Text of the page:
One of the first books that I ever read on the subject of personal finance was The Richest Man In Babylon … if you haven’t read it, get it and read it.
It is a wonderful primer on the basics of personal finance.
The part that stood out for me – since repopularized by David Bach in his hugely popular Automatic Millionaire series – is the notion of paying yourself first.
The story goes: if you would only pay yourself first [insert popular pay yourself first amount here: 10% of your gross; 15% of your net; up to the employer match; one hour of salary a day; etc.] you will be well on your way to financial success.
Except that it’s a crock …
If you pay yourself first, you’ll be slightly better off than the Jones’, but that’s about it.
Does that mean that you shouldn’t bother to pay yourself first i.e. save a portion of your income?
Of course you should, but not:
(a) where the popular financial press tells you to,
(b) in the amount that the popular financial press tells you to, and
(b) for the purposes that the popular financial press tells you to!
Before we examine how they got it so wrong, let’s take a look at why it doesn’t work; we’ll start with the typical ‘pay yourself first’ amount of 10% of your gross salary:
Let’s say that you start with a $50,000 annual household income, and you want to maintain your current standard of living in retirement … which is in approx. 20 years.
[AJC: why anybody would want to work for 20 years just to maintain their current standard of living is beyond me?! But, let’s go with it, just for the sake of proving a point ;)]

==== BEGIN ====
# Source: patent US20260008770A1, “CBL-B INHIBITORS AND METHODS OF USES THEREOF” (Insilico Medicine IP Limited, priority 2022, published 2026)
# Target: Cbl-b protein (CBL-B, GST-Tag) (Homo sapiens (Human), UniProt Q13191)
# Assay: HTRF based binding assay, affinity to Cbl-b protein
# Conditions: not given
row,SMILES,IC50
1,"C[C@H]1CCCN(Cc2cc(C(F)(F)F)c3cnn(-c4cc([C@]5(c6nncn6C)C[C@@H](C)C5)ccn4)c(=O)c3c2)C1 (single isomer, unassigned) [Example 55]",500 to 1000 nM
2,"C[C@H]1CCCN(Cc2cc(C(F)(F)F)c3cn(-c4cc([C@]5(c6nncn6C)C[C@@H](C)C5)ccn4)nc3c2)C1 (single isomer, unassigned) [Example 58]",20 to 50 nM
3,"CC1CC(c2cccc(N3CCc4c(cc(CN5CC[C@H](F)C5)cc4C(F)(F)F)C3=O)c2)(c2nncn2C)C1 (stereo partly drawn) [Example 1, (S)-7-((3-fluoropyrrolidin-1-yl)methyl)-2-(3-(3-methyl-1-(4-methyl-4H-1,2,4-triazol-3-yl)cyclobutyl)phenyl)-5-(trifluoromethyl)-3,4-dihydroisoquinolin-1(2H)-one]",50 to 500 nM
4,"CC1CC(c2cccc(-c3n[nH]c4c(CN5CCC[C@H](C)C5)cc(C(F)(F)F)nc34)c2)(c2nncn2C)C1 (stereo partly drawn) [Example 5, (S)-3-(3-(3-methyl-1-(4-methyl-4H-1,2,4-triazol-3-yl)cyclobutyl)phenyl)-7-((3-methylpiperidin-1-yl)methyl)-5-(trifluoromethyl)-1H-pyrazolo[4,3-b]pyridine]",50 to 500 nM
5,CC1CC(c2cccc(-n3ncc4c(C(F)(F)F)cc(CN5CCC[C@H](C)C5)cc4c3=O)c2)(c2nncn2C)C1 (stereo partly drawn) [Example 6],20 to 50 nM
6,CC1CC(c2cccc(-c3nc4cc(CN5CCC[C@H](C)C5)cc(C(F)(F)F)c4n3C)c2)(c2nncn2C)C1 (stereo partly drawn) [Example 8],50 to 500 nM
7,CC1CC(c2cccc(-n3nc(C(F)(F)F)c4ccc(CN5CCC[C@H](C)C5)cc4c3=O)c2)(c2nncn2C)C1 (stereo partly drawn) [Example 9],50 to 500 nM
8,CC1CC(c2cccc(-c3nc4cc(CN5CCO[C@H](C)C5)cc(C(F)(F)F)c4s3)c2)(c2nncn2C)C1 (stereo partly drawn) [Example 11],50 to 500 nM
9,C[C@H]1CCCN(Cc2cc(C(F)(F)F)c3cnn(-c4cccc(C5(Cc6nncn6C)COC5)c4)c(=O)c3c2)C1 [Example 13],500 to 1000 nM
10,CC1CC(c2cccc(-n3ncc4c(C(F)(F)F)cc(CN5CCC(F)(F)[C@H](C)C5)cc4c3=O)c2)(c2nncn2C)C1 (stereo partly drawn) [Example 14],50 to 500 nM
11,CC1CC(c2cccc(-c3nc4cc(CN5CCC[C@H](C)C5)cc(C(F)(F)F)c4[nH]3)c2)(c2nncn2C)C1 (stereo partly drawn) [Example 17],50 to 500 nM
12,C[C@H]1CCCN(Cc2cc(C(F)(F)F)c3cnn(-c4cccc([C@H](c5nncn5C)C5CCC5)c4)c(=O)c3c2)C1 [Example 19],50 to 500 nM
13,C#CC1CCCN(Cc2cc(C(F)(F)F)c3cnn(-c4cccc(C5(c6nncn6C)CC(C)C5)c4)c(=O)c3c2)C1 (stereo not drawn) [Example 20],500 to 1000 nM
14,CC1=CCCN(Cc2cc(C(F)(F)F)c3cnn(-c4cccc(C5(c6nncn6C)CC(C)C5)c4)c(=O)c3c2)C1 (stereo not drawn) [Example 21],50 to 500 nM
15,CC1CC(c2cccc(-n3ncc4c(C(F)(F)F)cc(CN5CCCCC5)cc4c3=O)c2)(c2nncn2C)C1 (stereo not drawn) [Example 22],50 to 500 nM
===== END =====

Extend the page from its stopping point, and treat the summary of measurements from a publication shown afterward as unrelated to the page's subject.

Firstly, you can assume CPI salary increases between now and your retirement date, so in 20 years your salary will approximately double to $100,000. Of course, since they’re only CPI increases, you haven’t really earned a pay rise as all as your gas, bread, milk and so on have also doubled in that time.
At a 4% so-called ‘safe’ withdrawal rate (to allow for average investment returns less the effects of taxes and ongoing inflation, etc.), you will need an approx. $2.5 million after tax lump sum in 20 years to generate $100k for life [AJC: assumption, assumption assumption … but, we’ll go with this, too].
Note: you can get by with less, if you trust that Social Security will be around in 20 years, but I wouldn’t bet on it … and, neither should you.
In order to generate $2.5 million in 20 years you will need to pay yourself first … drum roll please …. 75% of your gross income, starting now and continuing for the next 20 years.
This assumes a 9% after tax return on your investments; 8% undershoots by a couple of hundred grand and 10% overshoots by about the same.
So, what does David Bach’s 1 hour of salary a day (or 12.5% of your gross) actually do for you?
It gives you about $15,000 a year to live off (a little less than $8k a year in today’s dollars) making you a real Automatic Thousandaire 🙂
Next time, I’ll answer the where in for questions …